From The Mercury News
SAN JOSE — A day after a melee erupted outside a Donald Trump rally, the San Jose police chief and mayor on Friday defended themselves from a national backlash over their handling of the dramatic and at times violent protest.
On radio talk shows and across social media, some called for Mayor Sam Liccardo’s resignation because of his comments suggesting that Trump was to blame for igniting violence, while police were criticized for failing to protect Trump supporters from angry protesters throwing punches, water bottles and traffic cones. Some videos showed those attacks and suggested they were unprovoked, but others showed Trump supporters taunting protesters, ripping their Dump Trump signs and throwing the first punches.
While it appeared to many onlookers that police allowed the violence to proceed unchecked, San Jose police Chief Eddie Garcia insisted that it was more important for police to hold their “skirmish line” formations than to stop individual attacks. Four arrests were made.
“We are not an ‘occupying force’ and cannot reflect the chaotic tactics of the protesters,” Garcia told reporters. Unless a victim’s life was in peril or the violence was “spiraling out of control,” he said, officers held back to avoid inciting more violence and having the crowd turn on officers. He also said the 250 police weren’t enough to control the roughly 400 protesters.
Liccardo praised the police restraint.
“I can say if there was a single excessive baton blow on anyone in that crowd,” Liccardo said Friday, “that would have made national news.”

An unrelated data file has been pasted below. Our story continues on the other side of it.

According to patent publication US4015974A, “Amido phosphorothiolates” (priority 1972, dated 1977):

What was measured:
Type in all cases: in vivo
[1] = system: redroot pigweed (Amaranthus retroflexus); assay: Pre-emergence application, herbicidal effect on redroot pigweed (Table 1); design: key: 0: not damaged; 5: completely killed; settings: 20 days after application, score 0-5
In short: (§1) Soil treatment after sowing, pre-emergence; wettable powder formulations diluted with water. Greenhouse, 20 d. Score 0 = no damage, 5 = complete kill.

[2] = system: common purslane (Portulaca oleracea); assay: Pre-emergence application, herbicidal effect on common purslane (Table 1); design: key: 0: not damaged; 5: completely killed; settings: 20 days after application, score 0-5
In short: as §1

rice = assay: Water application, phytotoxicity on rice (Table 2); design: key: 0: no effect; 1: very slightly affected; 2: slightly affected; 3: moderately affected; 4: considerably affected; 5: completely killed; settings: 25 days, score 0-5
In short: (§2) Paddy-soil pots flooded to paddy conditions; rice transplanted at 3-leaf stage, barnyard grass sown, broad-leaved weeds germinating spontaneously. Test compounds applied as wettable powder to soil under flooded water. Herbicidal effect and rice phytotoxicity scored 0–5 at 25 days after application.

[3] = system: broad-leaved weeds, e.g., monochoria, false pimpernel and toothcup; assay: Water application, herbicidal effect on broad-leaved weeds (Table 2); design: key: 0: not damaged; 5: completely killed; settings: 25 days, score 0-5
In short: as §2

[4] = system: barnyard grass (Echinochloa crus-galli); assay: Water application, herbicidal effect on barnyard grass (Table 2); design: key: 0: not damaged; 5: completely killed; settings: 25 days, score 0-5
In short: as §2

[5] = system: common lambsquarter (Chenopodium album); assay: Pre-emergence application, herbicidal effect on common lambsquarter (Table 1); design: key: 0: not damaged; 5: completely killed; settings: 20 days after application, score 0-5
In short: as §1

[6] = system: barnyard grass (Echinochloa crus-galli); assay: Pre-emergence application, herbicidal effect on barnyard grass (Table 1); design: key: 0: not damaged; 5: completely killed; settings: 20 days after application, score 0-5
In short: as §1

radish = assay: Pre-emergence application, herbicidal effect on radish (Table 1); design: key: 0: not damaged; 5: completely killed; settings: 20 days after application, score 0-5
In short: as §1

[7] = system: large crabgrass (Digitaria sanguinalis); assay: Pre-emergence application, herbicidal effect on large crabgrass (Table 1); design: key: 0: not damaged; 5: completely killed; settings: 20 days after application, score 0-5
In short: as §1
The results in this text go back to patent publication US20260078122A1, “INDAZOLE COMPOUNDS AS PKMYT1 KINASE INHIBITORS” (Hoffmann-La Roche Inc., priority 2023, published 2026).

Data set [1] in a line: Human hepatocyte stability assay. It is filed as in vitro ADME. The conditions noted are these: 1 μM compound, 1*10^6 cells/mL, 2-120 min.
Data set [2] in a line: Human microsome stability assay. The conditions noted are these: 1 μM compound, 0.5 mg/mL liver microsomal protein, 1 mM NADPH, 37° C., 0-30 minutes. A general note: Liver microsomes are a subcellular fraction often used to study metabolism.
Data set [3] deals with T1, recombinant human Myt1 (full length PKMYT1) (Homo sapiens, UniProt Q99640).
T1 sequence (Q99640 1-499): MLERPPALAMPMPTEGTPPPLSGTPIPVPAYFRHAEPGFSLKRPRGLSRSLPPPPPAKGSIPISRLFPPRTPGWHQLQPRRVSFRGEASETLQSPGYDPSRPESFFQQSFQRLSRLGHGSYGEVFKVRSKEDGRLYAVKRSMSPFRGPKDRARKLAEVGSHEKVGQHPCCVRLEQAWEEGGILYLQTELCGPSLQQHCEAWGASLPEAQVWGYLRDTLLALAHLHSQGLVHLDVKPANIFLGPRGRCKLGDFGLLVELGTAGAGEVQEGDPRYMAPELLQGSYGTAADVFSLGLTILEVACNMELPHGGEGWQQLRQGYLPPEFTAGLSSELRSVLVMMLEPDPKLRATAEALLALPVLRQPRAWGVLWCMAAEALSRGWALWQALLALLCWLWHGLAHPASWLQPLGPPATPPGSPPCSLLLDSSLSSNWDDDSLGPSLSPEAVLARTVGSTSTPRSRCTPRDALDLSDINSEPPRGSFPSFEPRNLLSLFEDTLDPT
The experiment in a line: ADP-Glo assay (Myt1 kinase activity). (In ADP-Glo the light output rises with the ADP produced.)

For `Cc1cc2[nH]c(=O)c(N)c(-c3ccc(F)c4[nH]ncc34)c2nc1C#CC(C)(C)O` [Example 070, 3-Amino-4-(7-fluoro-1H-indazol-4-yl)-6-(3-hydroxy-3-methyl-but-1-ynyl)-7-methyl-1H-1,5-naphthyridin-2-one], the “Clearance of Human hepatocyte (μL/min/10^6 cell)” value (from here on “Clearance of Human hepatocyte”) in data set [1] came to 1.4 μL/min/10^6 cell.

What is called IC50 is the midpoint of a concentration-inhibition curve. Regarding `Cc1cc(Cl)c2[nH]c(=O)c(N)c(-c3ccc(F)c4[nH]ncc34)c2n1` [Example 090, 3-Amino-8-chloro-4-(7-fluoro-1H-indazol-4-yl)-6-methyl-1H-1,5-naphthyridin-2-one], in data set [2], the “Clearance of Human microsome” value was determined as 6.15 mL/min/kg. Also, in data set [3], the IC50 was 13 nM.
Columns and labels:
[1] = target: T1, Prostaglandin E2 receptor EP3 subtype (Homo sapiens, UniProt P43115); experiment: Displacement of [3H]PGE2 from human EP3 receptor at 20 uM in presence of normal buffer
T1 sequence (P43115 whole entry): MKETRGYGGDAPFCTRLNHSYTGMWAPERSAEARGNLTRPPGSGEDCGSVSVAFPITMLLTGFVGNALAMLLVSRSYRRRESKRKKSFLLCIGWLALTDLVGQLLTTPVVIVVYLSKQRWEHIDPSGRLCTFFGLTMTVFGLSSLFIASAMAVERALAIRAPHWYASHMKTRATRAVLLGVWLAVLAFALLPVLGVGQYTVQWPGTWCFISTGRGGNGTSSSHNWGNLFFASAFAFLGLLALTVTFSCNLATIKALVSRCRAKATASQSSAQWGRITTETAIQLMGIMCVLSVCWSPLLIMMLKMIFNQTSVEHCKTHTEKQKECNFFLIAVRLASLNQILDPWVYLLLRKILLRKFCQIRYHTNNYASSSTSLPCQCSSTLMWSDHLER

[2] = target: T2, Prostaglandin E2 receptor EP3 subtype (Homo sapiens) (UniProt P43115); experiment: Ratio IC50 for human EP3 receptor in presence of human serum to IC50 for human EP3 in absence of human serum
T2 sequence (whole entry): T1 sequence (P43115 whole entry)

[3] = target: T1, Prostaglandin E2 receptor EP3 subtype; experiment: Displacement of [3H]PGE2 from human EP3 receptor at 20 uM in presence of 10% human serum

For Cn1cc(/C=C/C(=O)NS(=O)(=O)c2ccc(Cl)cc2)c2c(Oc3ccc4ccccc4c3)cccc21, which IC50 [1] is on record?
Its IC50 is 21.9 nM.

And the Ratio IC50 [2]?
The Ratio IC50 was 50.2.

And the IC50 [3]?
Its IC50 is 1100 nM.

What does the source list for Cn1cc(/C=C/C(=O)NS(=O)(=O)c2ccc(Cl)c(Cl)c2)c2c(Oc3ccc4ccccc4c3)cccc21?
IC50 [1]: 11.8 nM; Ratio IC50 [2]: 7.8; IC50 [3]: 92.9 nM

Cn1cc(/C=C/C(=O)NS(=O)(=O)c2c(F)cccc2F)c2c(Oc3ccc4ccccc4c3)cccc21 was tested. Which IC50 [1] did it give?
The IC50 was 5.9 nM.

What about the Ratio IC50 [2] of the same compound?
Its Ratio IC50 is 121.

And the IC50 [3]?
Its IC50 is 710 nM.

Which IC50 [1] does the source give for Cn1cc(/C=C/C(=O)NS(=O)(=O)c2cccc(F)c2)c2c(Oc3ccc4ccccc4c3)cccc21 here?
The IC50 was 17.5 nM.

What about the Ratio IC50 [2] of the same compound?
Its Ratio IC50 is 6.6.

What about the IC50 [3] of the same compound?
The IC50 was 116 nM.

San Jose — where Latinos make up a third of the population — became the focus of international attention anyway. Videos exploded on news stations and social media Thursday evening showing marauding protesters turning on Trump supporters.
Demonstrators ripped a “Build the Wall” T-shirt — a reference to Trump’s promise to build a wall along the border with Mexico — off the back of one man.
It was the largest violent political protest seen in San Jose in decades.
The violence was universally decried by pundits and politicians, including Trump’s presidential opponent Hillary Clinton, who said, “It’s deplorable no matter who’s doing it.” At a rally Friday in Berkeley, candidate Bernie Sanders called the violence “absolutely and totally unacceptable,” saying people considering violence “are not the supporters that I want.”
On Twitter, Trump offered a brief note about his stop: “Rally last night in San Jose was great. Tremendous love and enthusiasm in the hall. Big crowd. Outside, small group of thugs burned Am flag!”
By midday Friday, Liccardo — a Clinton supporter — was trending on Facebook after he said late Thursday that “at some point Donald Trump needs to take responsibility for his irresponsible behavior.” His comments ranked as the fourth most-talked about topic around the globe.
Even some of Liccardo’s political allies took him to task, including former San Jose City Councilman Pete Constant, a Republican who often worked closely with Liccardo.
“San Jose Mayor blames residents going to a presidential campaign event for being attacked by those who oppose the candidate — another case of blaming the victim?” Constant posted on Facebook. “No matter what your political persuasion, you should not be subject to violence for your beliefs — EVER!”